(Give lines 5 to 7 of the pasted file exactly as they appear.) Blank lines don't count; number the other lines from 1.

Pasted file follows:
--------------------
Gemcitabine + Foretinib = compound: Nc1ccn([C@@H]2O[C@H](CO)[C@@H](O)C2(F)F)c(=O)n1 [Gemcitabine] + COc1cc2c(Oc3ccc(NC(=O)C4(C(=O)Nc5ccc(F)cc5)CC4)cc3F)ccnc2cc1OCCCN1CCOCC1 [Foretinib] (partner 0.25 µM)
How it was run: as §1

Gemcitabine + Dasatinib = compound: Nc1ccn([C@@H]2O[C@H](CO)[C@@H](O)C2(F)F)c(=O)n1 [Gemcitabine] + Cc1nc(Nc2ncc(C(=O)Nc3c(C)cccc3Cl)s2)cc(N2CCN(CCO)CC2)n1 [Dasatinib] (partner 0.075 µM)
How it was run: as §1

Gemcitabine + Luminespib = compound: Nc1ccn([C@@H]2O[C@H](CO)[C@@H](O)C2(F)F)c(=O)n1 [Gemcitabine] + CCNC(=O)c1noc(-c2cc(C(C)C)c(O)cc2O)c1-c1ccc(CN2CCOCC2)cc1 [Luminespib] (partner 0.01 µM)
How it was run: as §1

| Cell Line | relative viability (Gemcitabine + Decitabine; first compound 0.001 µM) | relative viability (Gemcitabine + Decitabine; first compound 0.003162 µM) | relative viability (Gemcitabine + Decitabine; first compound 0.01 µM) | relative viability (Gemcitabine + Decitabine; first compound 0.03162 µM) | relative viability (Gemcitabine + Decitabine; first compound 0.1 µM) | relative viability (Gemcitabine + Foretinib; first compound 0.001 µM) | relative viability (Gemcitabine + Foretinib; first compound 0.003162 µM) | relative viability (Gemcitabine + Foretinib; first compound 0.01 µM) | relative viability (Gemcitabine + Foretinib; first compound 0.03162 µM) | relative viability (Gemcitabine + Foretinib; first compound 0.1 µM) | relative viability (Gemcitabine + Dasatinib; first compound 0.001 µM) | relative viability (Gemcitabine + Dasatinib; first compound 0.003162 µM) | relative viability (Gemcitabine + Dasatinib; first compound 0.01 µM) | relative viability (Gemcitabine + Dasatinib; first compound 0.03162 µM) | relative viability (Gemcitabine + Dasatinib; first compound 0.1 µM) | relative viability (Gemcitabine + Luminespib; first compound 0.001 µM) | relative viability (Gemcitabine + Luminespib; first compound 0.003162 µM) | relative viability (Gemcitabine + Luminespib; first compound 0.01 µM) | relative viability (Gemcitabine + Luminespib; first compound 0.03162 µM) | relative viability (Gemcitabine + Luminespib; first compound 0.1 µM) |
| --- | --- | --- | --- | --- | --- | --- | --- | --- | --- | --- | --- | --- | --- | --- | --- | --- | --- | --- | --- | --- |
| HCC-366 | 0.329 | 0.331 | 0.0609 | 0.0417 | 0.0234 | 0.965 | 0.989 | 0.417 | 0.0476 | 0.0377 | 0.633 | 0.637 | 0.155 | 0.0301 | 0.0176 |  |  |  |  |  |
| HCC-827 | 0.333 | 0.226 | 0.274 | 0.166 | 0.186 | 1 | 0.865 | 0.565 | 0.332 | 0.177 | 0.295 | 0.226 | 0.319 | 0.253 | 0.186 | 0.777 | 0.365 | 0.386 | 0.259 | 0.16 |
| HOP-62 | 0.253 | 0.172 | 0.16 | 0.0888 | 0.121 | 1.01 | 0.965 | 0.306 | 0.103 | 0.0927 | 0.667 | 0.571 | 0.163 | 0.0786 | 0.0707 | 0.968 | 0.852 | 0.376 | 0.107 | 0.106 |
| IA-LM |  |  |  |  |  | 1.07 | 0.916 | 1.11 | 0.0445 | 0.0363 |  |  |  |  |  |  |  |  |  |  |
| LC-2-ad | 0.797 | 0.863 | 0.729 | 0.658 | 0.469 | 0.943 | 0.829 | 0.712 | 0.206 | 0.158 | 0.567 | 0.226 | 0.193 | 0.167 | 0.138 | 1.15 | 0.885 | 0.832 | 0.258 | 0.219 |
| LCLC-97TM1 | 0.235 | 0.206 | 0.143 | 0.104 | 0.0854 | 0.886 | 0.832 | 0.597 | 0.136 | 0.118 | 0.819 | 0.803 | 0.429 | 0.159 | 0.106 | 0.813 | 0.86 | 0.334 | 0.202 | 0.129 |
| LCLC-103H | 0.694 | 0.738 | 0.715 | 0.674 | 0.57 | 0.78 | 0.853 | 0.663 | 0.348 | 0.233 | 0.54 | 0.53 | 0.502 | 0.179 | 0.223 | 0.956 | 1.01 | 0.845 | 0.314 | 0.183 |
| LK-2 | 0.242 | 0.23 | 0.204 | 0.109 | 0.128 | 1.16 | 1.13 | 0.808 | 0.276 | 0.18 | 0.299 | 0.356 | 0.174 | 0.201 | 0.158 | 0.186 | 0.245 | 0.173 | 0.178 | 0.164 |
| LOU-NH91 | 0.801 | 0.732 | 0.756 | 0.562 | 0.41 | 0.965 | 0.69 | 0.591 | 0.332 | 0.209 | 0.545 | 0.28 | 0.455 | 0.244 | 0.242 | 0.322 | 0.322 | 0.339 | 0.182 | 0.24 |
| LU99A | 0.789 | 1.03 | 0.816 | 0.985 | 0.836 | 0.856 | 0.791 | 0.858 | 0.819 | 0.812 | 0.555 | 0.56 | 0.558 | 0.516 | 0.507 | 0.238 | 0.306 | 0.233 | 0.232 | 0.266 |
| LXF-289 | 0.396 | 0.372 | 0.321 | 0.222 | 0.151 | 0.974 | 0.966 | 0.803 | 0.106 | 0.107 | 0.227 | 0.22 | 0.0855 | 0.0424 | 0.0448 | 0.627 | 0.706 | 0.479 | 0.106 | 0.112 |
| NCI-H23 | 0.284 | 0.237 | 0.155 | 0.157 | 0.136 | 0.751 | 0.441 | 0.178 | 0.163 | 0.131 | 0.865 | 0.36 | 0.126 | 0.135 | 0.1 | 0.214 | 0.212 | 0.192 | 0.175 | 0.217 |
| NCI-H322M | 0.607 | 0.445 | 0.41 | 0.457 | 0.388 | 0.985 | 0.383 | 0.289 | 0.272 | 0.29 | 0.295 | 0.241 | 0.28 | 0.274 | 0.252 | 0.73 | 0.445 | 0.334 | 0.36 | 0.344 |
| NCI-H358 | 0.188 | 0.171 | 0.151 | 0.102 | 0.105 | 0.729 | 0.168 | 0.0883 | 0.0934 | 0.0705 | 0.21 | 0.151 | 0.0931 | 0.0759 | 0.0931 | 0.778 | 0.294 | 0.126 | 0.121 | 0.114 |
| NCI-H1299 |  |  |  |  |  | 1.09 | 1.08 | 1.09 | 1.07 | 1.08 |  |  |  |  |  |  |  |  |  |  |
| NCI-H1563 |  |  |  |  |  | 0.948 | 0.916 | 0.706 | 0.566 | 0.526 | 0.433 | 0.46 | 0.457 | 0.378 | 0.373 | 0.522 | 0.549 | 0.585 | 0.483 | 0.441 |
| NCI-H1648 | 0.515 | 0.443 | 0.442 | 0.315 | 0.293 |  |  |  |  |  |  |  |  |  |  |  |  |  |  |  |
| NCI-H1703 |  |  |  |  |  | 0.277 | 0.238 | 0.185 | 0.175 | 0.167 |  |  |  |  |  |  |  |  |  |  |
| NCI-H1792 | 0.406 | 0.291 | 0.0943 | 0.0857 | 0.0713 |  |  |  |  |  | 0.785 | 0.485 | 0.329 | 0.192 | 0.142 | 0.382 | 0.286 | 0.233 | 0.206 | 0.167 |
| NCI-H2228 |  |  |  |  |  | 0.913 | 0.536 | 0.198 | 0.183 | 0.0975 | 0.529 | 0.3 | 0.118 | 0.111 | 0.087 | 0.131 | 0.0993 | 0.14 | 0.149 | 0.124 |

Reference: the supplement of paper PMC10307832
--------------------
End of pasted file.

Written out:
Gemcitabine + Luminespib = compound: Nc1ccn([C@@H]2O[C@H](CO)[C@@H](O)C2(F)F)c(=O)n1 [Gemcitabine] + CCNC(=O)c1noc(-c2cc(C(C)C)c(O)cc2O)c1-c1ccc(CN2CCOCC2)cc1 [Luminespib] (partner 0.01 µM)
How it was run: as §1

| Cell Line | relative viability (Gemcitabine + Decitabine; first compound 0.001 µM) | relative viability (Gemcitabine + Decitabine; first compound 0.003162 µM) | relative viability (Gemcitabine + Decitabine; first compound 0.01 µM) | relative viability (Gemcitabine + Decitabine; first compound 0.03162 µM) | relative viability (Gemcitabine + Decitabine; first compound 0.1 µM) | relative viability (Gemcitabine + Foretinib; first compound 0.001 µM) | relative viability (Gemcitabine + Foretinib; first compound 0.003162 µM) | relative viability (Gemcitabine + Foretinib; first compound 0.01 µM) | relative viability (Gemcitabine + Foretinib; first compound 0.03162 µM) | relative viability (Gemcitabine + Foretinib; first compound 0.1 µM) | relative viability (Gemcitabine + Dasatinib; first compound 0.001 µM) | relative viability (Gemcitabine + Dasatinib; first compound 0.003162 µM) | relative viability (Gemcitabine + Dasatinib; first compound 0.01 µM) | relative viability (Gemcitabine + Dasatinib; first compound 0.03162 µM) | relative viability (Gemcitabine + Dasatinib; first compound 0.1 µM) | relative viability (Gemcitabine + Luminespib; first compound 0.001 µM) | relative viability (Gemcitabine + Luminespib; first compound 0.003162 µM) | relative viability (Gemcitabine + Luminespib; first compound 0.01 µM) | relative viability (Gemcitabine + Luminespib; first compound 0.03162 µM) | relative viability (Gemcitabine + Luminespib; first compound 0.1 µM) |